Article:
Democratic presidential candidate Barack Obama is coming to Utah on Saturday.
The Illinois senator will campaign here in advance of so-called "Super-Duper Tuesday" on Feb. 5, when voters in Utah and more than 20 other states, including California and New York, go to the polls to help choose the Democratic and Republican presidential nominees.
While his campaign on Sunday confirmed Obama's visit to Utah, a spokeswoman said no details were available yet. Obama is expected to hold a rally in Salt Lake that will be open to the public at no charge during what will likely be a brief stop on a western campaign swing.
"Right on. I'm excited," said Nikki Norton of Utah for Obama. "The purpose is to get people who are maybe undecided to hear him firsthand and shake his hand, and see he is who he says he is. He has a lot of integrity."
Norton said seeing Obama in person will win over wavering voters.
"It's a 'you have to see it to believe it' kind of thing. A lot of people are cynical about politics, especially Democrats in Utah," she said.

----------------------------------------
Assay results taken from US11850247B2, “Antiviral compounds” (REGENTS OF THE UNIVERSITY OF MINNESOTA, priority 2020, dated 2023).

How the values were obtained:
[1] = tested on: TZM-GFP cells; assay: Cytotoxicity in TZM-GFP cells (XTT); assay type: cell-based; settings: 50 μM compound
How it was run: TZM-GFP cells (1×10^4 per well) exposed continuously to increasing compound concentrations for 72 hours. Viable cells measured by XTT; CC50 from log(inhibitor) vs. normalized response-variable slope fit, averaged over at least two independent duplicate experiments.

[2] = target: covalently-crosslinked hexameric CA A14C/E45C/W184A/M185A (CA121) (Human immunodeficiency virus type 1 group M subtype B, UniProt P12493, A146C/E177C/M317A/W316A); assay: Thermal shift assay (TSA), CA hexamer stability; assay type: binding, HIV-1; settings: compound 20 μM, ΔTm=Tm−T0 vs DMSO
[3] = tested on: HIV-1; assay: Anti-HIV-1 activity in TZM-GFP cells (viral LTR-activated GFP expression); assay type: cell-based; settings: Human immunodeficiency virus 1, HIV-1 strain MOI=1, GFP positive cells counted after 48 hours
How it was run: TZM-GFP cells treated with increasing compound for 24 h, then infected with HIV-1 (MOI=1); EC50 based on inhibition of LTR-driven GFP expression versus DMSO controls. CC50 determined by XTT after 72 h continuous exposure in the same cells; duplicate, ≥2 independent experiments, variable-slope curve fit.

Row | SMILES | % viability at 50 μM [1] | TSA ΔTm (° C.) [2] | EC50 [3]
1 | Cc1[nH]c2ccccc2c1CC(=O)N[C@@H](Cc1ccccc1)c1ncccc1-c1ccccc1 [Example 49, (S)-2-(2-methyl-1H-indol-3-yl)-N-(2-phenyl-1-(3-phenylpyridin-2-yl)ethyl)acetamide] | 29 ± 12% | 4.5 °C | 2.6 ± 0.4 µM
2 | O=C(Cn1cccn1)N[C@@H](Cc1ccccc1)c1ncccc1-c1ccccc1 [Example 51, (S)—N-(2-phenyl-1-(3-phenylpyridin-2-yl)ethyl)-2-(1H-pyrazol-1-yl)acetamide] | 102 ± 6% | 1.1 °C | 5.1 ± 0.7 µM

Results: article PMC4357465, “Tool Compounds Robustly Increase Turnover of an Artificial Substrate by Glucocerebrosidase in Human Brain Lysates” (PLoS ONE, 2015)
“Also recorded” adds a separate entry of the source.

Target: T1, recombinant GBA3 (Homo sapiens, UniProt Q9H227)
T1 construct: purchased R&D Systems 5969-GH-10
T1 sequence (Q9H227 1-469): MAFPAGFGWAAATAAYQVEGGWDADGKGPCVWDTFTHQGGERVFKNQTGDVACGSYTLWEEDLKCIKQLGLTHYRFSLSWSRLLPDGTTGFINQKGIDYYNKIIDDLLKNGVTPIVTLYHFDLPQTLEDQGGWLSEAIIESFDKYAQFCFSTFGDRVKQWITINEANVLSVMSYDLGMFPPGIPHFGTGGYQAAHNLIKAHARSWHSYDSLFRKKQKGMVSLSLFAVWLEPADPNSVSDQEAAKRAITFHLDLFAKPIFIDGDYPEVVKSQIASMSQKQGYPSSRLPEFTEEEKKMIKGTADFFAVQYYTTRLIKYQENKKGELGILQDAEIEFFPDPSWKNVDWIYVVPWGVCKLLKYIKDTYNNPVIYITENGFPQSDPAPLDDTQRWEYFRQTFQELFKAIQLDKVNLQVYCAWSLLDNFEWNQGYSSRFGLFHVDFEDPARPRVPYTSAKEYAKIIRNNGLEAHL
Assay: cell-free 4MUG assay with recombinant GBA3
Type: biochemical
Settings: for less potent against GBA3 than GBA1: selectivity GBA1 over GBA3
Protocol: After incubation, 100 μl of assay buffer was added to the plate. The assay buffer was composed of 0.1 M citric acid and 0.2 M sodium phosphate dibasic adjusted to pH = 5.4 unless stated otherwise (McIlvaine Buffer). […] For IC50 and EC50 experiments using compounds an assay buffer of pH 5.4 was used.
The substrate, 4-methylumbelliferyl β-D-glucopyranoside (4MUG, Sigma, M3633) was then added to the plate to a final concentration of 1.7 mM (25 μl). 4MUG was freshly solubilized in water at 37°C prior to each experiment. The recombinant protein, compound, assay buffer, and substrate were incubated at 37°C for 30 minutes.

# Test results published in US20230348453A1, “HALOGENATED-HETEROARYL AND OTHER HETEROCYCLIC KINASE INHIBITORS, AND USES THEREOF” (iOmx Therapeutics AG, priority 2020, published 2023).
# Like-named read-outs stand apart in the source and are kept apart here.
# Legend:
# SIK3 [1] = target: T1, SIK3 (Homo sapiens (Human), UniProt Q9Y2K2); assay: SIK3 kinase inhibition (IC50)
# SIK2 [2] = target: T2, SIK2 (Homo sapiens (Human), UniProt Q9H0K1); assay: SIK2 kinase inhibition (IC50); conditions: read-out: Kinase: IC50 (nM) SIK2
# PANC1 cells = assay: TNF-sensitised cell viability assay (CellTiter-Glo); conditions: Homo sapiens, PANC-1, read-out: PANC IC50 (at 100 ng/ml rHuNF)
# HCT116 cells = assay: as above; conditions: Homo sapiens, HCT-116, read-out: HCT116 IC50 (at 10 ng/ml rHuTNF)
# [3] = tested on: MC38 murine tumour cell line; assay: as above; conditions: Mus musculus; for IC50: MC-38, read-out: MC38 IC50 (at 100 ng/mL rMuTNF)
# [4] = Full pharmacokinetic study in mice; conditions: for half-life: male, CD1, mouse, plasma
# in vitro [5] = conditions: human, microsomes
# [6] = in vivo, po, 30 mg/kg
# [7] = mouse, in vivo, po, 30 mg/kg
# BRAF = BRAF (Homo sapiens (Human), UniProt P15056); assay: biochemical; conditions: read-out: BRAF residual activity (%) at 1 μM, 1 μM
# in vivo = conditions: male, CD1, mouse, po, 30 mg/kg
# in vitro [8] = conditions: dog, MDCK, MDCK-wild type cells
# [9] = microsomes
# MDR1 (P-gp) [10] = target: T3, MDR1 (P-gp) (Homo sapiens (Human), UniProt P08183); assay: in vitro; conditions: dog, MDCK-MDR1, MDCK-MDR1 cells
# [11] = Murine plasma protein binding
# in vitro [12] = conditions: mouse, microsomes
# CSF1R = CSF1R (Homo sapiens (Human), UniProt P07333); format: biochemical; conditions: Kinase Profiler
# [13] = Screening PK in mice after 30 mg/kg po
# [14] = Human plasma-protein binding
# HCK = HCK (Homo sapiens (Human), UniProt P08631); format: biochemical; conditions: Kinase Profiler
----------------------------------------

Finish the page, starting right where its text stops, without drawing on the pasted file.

This will be Obama's second trip to Utah during the 2008 presidential race. Last August, he attracted hundreds of supporters to a hastily organized rally held on his way to a Park City fundraiser where he reportedly raised $250,000. Obama has two campaign offices in Utah in Salt Lake and St. George.
Obama's campaign has scheduled a noon press conference for today at the Capitol to announce local endorsements.
His chief rival for the Democratic nomination, New York Sen. Hillary Clinton, also has a Salt Lake office but has not campaigned in Utah. Last November, her husband, former President Bill Clinton, raised some $350,000 for her campaign at a Park City fundraiser and by speaking at the University of Utah.
On Tuesday, the Clintons' daughter, Chelsea, will be in Utah to campaign for her mother. Events are scheduled at the U. and Weber State University and tentatively at a Salt Lake senior center and a downtown private club.A Deseret Morning News/KSL-TV poll conducted earlier this month found nearly half of those surveyed who planned to vote in Utah's Democratic primary favored Clinton. She was the choice of 46 percent of respondents compared to 23 percent for Obama. The Dan Jones & Associates poll had a margin of error of plus or minus 5 percent.
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